The Integris Clinical Informatics team from left to right, Charlie Nguyen, MSN, RN, Amanda Just, MSN, RN, CCDS, and Jennifer Watson, MSN, RN Photo provided

Two things in nursing just can’t be beaten: evidence-based practice and real-world experience.
The two go hand-in-hand during a unique collaboration between Integris Health and Northeastern State University.
April Nelson, DNP, RN, CCRN, CNE is the nursing program director at Northeastern State University.
Each year, students in the university’s nursing informatics program get to take part in real-world practicum hours that help shape their education.
“The clinical partnership between Integris and the NSU nursing program provides experiential learning opportunities for graduate nursing students to understand the demands and challenges of nursing informatics,” Nelson said. “This academic-practice collaboration effectively allows our students to learn and develop the skills needed to work in various healthcare settings. During the practicum, students work with Integris nurse leaders to learn about various aspects of nursing informatics, such as electronic health records, clinical decision support systems, healthcare technology solutions, and data analysis to inform practice.
“Combining the expertise and resources of both NSU and Integris creates a more seamless and effective learning environment for nursing informatics students to improve patient care.”
Amanda Just, MSN, RN, CCDS works as an Integris clinical informaticist.
Just herself is also a Northeastern State grad. (STORY CONTINUES BELOW)

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“We have always been open to taking students and having them shadow our work here at Integris,” she said.
In fact, Just was the first program graduate hired with two more joining the health system since.
Just said her boss, Informatics Manager Donald Kern-Tuller, MSN, RN-BC, SCRN, has been supportive of the collaboration, which is expected to grow.
“During their time at Integris, the NSU nursing informatics students appreciate the process of learning through hands-on experience and active involvement in a real-world setting,” Nelson said. “They apply their knowledge and skills in a health system organization and receive guidance from experienced nursing informatics professionals. This collaboration helps students to develop professional relationships and networks, which can be valuable resources as they progress in their careers.”
For Just, it was the perfect opportunity to grow her career.
“For me, I was in a leadership role so when I decided to pursue my master’s degree I began looking for nursing administration programs,” Just said. “It was on my way to lunch one day I discovered Integris nursing education was hosting an event.”
That event had information on a number of online master’s programs that were available, including one in her hometown of Tahlequah.
“I was surprised they offered a 100-percent online master’s degree and it was in-state,” she said. “I had done some research about certifications and master’s degrees and making sure they’re recognized across state lines. You have to be kind of cautious about who you choose for an online program.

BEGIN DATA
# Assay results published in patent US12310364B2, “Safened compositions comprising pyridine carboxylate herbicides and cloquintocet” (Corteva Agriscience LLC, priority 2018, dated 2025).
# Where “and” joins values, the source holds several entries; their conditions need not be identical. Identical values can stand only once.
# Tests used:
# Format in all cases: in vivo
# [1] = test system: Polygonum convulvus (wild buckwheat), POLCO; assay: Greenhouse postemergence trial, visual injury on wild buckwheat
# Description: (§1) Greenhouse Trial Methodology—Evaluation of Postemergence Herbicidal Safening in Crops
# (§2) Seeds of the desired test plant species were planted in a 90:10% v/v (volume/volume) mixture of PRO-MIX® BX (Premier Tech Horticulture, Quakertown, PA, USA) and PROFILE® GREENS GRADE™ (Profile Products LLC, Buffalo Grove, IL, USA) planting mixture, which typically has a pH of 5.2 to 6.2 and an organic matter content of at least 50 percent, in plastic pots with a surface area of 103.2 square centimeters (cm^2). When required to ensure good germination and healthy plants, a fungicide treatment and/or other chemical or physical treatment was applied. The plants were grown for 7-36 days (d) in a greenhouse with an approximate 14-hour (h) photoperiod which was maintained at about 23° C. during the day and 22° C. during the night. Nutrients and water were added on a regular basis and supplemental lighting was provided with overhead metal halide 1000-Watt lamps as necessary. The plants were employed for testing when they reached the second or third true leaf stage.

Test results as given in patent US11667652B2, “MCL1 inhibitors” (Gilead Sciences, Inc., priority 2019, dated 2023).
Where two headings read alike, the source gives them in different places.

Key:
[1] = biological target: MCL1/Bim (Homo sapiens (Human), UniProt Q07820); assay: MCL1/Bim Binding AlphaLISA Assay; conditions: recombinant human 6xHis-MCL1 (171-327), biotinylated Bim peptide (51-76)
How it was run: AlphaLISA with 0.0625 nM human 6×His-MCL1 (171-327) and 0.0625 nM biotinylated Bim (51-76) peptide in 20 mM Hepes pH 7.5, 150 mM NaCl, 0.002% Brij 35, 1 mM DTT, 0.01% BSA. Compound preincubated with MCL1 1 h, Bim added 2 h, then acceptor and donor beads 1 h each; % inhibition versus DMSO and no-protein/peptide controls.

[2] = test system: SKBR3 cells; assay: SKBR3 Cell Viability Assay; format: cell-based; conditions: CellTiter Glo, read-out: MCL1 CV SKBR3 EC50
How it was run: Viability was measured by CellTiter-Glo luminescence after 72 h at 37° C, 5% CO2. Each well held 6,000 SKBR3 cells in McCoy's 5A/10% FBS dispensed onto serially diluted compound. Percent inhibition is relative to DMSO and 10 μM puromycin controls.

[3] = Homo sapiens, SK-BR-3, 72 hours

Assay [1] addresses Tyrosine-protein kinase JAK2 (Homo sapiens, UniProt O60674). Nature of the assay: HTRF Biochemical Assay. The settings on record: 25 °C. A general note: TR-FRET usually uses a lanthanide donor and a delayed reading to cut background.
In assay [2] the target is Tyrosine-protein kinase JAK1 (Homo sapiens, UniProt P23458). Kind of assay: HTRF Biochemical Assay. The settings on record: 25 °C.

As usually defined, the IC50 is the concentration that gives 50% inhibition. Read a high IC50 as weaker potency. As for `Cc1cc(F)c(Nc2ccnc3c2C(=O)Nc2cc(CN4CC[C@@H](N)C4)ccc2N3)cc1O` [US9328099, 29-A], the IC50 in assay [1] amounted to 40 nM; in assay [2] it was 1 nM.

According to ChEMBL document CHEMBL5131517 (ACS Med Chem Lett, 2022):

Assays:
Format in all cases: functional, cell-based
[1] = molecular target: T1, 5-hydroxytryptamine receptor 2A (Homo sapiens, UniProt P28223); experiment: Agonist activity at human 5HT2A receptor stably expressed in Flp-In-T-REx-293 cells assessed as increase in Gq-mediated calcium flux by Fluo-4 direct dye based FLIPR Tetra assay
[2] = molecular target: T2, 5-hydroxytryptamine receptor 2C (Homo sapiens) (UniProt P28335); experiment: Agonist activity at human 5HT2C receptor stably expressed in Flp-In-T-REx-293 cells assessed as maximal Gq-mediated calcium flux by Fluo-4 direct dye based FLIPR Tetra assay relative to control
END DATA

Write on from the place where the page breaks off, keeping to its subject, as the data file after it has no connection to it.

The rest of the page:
“NSU did offer the administration program I was looking at but they also had the informatics degree. In my leadership role, I use data every day to help drive my team and their work. The informatics track actually sounded more challenging and more fun.”
Just’s original plan was to use her degree to help support her leadership role in Clinical Documentation Integrity.
“But when I did my preceptorship in the Informatics Department here at Integris I loved the work so my last semester I ended up transferring out of my leadership role and into this role as an informaticist. That was almost two years ago,” Just said.
With 20 years of nursing experience, Just says her career has been invigorated.
“Bedside nursing, a lot of people are getting burnt out. It can be taxing and it can be hard on work-life balance,” she said. “Transitioning into a different type of nursing, a different way to nurse, and having that flexibility to be there for my family and still advance my career has been vital for me.”
Just’s nursing career has spanned from the OU Trauma Center PACU to home health as an ADON and then to Integris 13 years ago in a quality role.
Her day-to-day role as an informaticist covers women’s and children’s, case management, and a new area of patient logistics.
“I have been able to grow here,” she said. “I feel like in nursing in general if you are in a part of nursing you don’t see yourself doing long-term there’s always different avenues to turn. Cast your net out and find out what those avenues are.”
“I feel like that as a nurse informaticist I can provide nursing care for my patients through technology. In my role, I deliver nursing care by taking my clinical knowledge and embedding it within the technology. I assist in creating EMR tools that use nursing knowledge and evidence-based practice.”
“It’s still challenging and there’s still stress but it’s a different kind of stress,” Just said. “Whenever you enjoy the work you do sometimes it feels like you’re not working at all.” For more information about INTEGRIS Health visit: